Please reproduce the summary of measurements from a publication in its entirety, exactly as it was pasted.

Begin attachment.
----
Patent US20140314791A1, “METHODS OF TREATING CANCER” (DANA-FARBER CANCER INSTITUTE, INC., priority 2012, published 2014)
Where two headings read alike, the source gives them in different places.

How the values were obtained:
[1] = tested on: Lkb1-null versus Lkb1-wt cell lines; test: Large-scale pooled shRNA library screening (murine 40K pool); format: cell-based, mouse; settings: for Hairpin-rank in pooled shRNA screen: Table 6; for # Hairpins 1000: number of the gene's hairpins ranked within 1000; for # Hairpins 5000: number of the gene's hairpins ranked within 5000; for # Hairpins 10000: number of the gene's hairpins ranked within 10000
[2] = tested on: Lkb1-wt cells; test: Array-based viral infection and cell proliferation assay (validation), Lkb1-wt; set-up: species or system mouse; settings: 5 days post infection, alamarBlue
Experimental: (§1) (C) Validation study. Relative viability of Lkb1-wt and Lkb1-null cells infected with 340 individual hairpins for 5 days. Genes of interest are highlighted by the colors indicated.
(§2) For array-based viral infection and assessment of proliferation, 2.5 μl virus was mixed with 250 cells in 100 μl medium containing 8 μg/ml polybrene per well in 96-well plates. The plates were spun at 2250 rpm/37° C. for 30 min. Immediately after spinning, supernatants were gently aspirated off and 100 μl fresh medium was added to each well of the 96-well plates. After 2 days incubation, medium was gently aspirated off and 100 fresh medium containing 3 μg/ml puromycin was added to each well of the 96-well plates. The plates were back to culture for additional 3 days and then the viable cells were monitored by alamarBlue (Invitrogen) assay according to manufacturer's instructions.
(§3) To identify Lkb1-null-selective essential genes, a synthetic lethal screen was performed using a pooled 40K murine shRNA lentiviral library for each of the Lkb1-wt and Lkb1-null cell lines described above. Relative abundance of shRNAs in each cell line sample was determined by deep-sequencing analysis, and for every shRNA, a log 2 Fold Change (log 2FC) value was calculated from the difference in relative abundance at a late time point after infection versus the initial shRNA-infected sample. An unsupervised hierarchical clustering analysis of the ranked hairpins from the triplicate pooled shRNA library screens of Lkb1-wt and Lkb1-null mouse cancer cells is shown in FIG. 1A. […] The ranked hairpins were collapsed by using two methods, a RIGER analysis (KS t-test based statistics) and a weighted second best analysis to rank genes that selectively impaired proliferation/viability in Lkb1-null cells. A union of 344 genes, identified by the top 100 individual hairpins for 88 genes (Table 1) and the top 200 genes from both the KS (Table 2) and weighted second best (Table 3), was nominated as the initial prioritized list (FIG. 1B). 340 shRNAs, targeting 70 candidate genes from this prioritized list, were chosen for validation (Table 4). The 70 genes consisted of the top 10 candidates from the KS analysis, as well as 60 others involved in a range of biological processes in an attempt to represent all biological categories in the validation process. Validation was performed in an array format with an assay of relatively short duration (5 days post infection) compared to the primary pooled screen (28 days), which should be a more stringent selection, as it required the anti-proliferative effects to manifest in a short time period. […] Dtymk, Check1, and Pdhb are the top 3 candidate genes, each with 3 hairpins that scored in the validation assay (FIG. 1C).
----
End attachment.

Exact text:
Patent US20140314791A1, “METHODS OF TREATING CANCER” (DANA-FARBER CANCER INSTITUTE, INC., priority 2012, published 2014)
Where two headings read alike, the source gives them in different places.

How the values were obtained:
[1] = tested on: Lkb1-null versus Lkb1-wt cell lines; test: Large-scale pooled shRNA library screening (murine 40K pool); format: cell-based, mouse; settings: for Hairpin-rank in pooled shRNA screen: Table 6; for # Hairpins 1000: number of the gene's hairpins ranked within 1000; for # Hairpins 5000: number of the gene's hairpins ranked within 5000; for # Hairpins 10000: number of the gene's hairpins ranked within 10000
[2] = tested on: Lkb1-wt cells; test: Array-based viral infection and cell proliferation assay (validation), Lkb1-wt; set-up: species or system mouse; settings: 5 days post infection, alamarBlue
Experimental: (§1) (C) Validation study. Relative viability of Lkb1-wt and Lkb1-null cells infected with 340 individual hairpins for 5 days. Genes of interest are highlighted by the colors indicated.
(§2) For array-based viral infection and assessment of proliferation, 2.5 μl virus was mixed with 250 cells in 100 μl medium containing 8 μg/ml polybrene per well in 96-well plates. The plates were spun at 2250 rpm/37° C. for 30 min. Immediately after spinning, supernatants were gently aspirated off and 100 μl fresh medium was added to each well of the 96-well plates. After 2 days incubation, medium was gently aspirated off and 100 fresh medium containing 3 μg/ml puromycin was added to each well of the 96-well plates. The plates were back to culture for additional 3 days and then the viable cells were monitored by alamarBlue (Invitrogen) assay according to manufacturer's instructions.
(§3) To identify Lkb1-null-selective essential genes, a synthetic lethal screen was performed using a pooled 40K murine shRNA lentiviral library for each of the Lkb1-wt and Lkb1-null cell lines described above. Relative abundance of shRNAs in each cell line sample was determined by deep-sequencing analysis, and for every shRNA, a log 2 Fold Change (log 2FC) value was calculated from the difference in relative abundance at a late time point after infection versus the initial shRNA-infected sample. An unsupervised hierarchical clustering analysis of the ranked hairpins from the triplicate pooled shRNA library screens of Lkb1-wt and Lkb1-null mouse cancer cells is shown in FIG. 1A. […] The ranked hairpins were collapsed by using two methods, a RIGER analysis (KS t-test based statistics) and a weighted second best analysis to rank genes that selectively impaired proliferation/viability in Lkb1-null cells. A union of 344 genes, identified by the top 100 individual hairpins for 88 genes (Table 1) and the top 200 genes from both the KS (Table 2) and weighted second best (Table 3), was nominated as the initial prioritized list (FIG. 1B). 340 shRNAs, targeting 70 candidate genes from this prioritized list, were chosen for validation (Table 4). The 70 genes consisted of the top 10 candidates from the KS analysis, as well as 60 others involved in a range of biological processes in an attempt to represent all biological categories in the validation process. Validation was performed in an array format with an assay of relatively short duration (5 days post infection) compared to the primary pooled screen (28 days), which should be a more stringent selection, as it required the anti-proliferative effects to manifest in a short time period. […] Dtymk, Check1, and Pdhb are the top 3 candidate genes, each with 3 hairpins that scored in the validation assay (FIG. 1C).